Turkish physics teacher arrested by court due to objection by prosecutor, leaves her baby behind

Derya Erkan, a physics teacher in Turkey’s Black Sea province of Samsun, was arrested by a local court on Sunday for alleged membership in the Gülen movement, forcing her to leave her infant son in the care of a neighbor.

The same court had previously ruled for the release of Derya Erkan, who was detained on February 26, and had decided on March 1 for her house arrest. However, according to a report by Turkey’s state-run Anadolu news agency on Sunday, she was arrested by the same court due to the objection of a prosecutor. Erkan was arrested and sent to prison.

It was also reported that her husband Erdal Erkan’s interrogation has been continuing since February 26 while in police custody.

According to a Twitter account named Mağduriyetler, which reports on the ongoing rights violations in Turkey that escalated in the aftermath of a controversial coup attempt on July 15, 2016, Derya and Erdal Erkan have a son, Semih, who is still being breast fed.

Erkan is one of the dozens of mothers who have been separated from their children due to a government-led crackdown on the Gülen movement. More than 17,000 women in Turkey, many with small children, have been jailed in the unprecedented crackdown and subjected to torture and ill treatment in detention centers and prisons as part of the government’s systematic campaign of intimidation and persecution of critics and opponents, a report titled “Jailing Women In Turkey: Systematic Campaign of Persecution and Fear” released last April by the Stockholm Center for Freedom (SCF) revealed.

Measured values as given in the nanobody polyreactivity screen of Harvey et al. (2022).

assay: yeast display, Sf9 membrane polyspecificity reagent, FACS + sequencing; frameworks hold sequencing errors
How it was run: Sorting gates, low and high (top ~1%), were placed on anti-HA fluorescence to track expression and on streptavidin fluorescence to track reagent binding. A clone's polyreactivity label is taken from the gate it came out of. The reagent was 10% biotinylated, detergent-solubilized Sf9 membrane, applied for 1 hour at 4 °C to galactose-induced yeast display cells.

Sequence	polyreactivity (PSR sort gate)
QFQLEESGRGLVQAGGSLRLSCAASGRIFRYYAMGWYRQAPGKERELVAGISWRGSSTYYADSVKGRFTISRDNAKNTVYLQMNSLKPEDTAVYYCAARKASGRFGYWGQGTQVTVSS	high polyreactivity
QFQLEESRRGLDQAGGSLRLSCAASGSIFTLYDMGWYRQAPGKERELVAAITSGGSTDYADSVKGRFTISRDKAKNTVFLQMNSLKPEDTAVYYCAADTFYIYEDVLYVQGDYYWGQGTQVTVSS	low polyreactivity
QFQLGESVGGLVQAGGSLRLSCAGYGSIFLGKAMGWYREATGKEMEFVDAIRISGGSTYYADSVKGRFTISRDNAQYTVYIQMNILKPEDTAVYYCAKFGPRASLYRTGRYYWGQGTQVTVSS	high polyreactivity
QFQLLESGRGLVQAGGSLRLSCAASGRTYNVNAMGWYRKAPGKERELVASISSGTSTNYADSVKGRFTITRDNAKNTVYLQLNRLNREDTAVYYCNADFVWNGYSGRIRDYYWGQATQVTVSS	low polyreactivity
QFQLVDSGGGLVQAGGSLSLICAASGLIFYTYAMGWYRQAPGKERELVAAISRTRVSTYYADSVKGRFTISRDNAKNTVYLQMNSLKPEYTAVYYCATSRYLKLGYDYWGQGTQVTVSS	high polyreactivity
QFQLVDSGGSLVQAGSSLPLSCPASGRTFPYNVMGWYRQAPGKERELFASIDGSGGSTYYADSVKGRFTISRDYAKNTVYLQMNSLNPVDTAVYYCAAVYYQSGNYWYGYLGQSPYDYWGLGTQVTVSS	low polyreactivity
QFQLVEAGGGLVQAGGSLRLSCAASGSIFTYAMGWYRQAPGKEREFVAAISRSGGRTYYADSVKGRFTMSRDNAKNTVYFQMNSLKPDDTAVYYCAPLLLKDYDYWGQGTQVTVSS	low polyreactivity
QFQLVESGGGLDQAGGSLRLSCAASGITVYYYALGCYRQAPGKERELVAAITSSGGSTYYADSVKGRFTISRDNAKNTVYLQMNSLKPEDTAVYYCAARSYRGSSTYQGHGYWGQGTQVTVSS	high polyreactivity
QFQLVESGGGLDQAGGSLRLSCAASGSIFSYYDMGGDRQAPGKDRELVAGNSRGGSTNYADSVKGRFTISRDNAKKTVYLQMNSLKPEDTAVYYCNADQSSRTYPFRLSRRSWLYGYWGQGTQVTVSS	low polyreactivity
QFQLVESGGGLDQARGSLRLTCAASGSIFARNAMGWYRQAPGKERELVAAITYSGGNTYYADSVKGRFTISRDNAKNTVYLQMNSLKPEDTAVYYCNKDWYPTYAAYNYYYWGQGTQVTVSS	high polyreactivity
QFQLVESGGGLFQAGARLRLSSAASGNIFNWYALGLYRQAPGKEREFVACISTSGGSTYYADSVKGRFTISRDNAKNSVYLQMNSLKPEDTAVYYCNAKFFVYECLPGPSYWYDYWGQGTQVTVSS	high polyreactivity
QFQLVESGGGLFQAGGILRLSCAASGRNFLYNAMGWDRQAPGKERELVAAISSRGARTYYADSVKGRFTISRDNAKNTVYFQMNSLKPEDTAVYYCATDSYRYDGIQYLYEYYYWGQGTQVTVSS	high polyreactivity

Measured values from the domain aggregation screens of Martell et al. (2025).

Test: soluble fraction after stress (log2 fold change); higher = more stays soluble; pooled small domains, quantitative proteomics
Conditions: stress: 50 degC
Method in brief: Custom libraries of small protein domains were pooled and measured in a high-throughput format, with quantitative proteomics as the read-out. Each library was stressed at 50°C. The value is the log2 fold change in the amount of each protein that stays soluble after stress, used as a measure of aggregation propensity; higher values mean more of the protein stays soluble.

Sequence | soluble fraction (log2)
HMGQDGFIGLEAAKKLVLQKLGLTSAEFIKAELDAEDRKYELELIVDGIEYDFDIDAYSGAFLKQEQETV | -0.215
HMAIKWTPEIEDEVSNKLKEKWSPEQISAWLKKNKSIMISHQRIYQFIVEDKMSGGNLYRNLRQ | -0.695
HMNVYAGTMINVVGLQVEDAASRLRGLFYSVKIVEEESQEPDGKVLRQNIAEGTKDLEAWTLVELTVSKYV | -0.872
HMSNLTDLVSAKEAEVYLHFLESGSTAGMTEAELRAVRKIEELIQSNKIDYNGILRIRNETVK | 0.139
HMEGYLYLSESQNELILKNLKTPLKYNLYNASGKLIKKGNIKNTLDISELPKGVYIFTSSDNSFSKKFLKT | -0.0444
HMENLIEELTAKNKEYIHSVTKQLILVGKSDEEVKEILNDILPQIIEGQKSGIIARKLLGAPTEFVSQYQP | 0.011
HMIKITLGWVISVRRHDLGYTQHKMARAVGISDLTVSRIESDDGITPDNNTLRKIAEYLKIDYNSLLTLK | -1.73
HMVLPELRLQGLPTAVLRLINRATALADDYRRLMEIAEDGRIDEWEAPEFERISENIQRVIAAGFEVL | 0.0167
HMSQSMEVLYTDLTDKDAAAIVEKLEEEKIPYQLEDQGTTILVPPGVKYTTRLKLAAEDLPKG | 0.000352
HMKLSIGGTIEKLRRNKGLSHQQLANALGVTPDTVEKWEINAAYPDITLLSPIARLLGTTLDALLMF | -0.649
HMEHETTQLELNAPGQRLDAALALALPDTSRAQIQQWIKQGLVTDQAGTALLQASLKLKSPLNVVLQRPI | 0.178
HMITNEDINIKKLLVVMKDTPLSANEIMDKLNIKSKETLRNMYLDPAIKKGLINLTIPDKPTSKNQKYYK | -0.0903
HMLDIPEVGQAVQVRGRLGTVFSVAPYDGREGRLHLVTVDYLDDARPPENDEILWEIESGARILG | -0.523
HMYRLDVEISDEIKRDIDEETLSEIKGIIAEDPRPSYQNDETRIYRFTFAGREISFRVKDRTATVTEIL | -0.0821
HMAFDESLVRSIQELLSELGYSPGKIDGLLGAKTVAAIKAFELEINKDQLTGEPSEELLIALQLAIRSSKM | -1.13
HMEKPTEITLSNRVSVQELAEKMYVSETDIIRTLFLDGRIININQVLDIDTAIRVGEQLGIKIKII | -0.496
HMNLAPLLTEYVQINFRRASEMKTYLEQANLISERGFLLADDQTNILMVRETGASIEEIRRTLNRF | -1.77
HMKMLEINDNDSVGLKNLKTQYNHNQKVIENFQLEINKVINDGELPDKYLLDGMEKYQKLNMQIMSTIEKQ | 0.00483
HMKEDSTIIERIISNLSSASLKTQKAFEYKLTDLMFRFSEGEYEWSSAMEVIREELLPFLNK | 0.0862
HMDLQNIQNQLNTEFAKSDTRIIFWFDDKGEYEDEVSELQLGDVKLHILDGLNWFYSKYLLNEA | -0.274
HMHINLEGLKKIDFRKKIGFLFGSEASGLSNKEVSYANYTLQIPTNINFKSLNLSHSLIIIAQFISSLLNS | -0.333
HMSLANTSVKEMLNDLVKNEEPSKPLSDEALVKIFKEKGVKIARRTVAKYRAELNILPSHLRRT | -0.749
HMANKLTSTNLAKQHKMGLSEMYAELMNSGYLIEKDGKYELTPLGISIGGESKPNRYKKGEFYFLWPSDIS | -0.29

Turkey survived a controversial military coup attempt on July 15, 2016 that killed 249 people. Immediately after the putsch, the Justice and Development Party (AKP) government along with autocratic Turkish President Recep Tayyip Erdoğan pinned the blame on the Gülen movement.

Fethullah Gülen, who inspired the movement, strongly denied having any role in the failed coup and called for an international investigation into it, but President Erdoğan — calling the coup attempt “a gift from God” — and the government initiated a widespread purge aimed at cleansing sympathizers of the movement from within state institutions, dehumanizing its popular figures and putting them in custody.

Turkey has suspended or dismissed more than 150,000 judges, teachers, police and other civil servants since July 15, 2016. Turkey’s interior minister announced on December 12, 2017 that 55,665  people have been arrested. On December 13 the Justice Ministry announced that 169,013 people have been the subject of legal proceedings on coup charges since the failed coup.

A total of 48,305 people were arrested by courts across Turkey in 2017 over their alleged links to the Gülen movement, said Turkish Interior Minister Süleyman Soylu on Dec. 2, 2017. “The number of detentions is nearly three times higher,” Soylu told a security meeting in İstanbul and claimed that “even these figures are not enough to reveal the severity of the issue.”

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